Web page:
Terrible in its Sorrow

Sometimes I read what I’ve written and I think, how could you do that?

The Bone Trench novel is pocked with very brief flashbacks of the deaths of the bones in the trenches. Despite their brevity, they are intense. When I re-read them, I wonder how I could write scenes filled with such sorrow. 

I’ve just finished revising a short story told from the point of view of a young man who becomes an arsonist. It breaks my heart.

Tonight, at an open mic event, I’ll read a story that, to me, is terrible in its sorrow. I wrote it, I’m choosing to read it. How could I?

Maybe the answer lies in my experience of sorrow. Maybe things seem chilling to me that others shrug off. Maybe I don’t write such difficult things. Maybe I’m too sensitive to sorrow, even that which I create.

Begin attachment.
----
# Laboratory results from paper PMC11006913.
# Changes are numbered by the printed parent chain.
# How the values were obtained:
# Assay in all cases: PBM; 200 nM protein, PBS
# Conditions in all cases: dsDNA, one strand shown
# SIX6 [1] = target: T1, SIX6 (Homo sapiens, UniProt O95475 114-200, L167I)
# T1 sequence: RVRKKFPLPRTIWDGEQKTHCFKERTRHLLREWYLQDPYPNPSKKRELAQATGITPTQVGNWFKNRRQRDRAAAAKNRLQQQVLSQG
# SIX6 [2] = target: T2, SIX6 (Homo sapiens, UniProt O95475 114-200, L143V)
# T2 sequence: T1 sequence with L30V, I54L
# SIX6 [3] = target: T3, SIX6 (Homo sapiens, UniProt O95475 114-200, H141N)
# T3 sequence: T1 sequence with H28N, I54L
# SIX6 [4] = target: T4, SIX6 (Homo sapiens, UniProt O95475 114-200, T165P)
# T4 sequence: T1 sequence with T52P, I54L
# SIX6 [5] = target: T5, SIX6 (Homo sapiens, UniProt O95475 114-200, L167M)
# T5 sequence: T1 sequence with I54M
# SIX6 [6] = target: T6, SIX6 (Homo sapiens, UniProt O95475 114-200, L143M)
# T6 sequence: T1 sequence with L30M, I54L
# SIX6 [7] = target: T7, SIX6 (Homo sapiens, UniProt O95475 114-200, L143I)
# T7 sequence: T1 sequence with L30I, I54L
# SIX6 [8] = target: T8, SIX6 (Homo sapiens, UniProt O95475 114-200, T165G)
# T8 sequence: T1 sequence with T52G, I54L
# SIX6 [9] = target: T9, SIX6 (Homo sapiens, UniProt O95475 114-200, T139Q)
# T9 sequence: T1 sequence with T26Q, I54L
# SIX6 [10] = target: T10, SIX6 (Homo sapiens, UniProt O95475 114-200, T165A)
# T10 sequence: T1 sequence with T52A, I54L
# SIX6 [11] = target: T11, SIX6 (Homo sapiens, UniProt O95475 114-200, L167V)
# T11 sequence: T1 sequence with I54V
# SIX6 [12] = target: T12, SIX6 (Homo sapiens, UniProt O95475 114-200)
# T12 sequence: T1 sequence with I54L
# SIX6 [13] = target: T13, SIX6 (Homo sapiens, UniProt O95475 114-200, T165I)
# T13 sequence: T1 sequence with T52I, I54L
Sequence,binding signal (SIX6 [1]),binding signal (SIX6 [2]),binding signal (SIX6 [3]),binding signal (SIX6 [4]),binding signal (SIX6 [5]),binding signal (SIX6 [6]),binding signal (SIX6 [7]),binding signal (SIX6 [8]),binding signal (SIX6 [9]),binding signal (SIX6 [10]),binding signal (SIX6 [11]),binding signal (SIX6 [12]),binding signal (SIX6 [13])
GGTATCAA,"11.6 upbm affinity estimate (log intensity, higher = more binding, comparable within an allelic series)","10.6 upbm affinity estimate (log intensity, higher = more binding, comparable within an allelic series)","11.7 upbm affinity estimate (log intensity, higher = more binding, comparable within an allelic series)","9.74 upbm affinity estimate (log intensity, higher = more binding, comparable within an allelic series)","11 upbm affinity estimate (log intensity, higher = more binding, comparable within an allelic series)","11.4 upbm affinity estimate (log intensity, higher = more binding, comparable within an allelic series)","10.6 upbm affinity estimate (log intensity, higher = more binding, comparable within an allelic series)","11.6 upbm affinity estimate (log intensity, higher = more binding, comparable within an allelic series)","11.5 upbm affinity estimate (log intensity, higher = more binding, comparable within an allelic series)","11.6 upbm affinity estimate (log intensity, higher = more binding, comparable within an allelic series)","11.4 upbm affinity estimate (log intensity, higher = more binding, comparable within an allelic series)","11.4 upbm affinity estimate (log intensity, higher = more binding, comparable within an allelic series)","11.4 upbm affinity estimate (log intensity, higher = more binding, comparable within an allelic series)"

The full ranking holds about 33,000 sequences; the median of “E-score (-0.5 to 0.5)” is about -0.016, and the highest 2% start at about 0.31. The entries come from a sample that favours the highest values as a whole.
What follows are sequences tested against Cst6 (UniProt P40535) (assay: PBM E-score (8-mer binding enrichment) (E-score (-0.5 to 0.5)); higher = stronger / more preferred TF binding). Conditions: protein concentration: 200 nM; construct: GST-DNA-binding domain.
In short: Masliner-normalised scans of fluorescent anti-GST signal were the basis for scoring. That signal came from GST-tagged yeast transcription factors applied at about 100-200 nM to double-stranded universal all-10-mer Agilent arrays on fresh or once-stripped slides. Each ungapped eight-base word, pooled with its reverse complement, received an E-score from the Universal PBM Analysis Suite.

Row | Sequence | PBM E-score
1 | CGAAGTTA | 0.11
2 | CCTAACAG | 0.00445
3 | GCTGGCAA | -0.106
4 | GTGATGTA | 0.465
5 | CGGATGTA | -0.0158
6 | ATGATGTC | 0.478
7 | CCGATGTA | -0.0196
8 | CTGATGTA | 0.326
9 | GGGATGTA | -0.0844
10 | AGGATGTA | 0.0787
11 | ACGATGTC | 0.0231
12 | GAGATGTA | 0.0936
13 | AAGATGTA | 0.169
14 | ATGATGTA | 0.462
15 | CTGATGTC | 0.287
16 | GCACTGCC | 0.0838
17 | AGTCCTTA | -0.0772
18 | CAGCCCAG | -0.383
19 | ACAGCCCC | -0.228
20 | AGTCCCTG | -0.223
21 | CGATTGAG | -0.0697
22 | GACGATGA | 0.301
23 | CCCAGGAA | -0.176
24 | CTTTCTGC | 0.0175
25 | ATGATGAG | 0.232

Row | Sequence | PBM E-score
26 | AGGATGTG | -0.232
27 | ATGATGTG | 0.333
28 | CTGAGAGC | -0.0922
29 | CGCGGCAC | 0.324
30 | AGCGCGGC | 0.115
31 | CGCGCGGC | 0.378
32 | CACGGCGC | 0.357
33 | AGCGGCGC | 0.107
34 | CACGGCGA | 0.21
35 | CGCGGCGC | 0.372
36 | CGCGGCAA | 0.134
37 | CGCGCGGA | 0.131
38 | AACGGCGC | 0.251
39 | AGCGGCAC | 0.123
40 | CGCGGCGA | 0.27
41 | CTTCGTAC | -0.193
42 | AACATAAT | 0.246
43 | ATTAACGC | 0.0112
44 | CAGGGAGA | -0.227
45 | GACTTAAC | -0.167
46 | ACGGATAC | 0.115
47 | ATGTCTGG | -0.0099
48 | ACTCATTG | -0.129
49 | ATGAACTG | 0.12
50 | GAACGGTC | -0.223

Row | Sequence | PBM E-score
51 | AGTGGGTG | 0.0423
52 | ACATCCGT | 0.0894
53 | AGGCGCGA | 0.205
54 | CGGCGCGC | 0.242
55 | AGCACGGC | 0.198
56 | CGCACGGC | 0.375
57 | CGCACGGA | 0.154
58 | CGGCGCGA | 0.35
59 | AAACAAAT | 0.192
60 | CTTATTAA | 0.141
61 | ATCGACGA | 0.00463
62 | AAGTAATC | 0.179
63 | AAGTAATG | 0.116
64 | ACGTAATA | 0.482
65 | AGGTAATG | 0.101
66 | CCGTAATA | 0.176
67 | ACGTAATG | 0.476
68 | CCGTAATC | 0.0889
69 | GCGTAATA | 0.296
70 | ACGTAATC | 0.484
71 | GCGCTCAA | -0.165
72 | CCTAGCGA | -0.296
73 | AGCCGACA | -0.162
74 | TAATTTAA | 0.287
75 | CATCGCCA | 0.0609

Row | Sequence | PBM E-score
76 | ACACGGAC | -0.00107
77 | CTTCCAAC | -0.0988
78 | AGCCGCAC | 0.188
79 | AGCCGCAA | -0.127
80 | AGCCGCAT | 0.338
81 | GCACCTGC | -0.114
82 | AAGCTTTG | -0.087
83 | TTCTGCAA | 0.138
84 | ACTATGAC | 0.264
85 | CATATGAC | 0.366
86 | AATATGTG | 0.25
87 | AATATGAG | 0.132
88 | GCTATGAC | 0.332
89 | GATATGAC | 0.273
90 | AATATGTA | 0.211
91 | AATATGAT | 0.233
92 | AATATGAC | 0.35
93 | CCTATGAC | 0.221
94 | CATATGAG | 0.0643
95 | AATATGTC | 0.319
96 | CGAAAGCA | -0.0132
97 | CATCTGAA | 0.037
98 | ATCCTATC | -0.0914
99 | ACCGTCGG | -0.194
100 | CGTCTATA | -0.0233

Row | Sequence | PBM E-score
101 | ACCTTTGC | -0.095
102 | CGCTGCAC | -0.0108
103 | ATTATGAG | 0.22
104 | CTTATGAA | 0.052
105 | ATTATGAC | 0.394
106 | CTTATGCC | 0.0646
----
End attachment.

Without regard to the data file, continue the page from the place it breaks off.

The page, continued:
here’s to creative synthesis . . . 

" sorrow, "short story, arsonist, novel

Comment

  • Sorrow comes to all of us, and we need help in negotiating it. writers who work with sorrow give us guidance and remind us of our shared humanity.

Leave a Reply

Your email address will not be published. Required fields are marked *

Stay in Touch with Ellen's Very Southern Voice Newsletter

Follow Ellen Morris Prewitt

Subscribe to this blog and receive notifications of new posts by email.

Join 1,309 other subscribers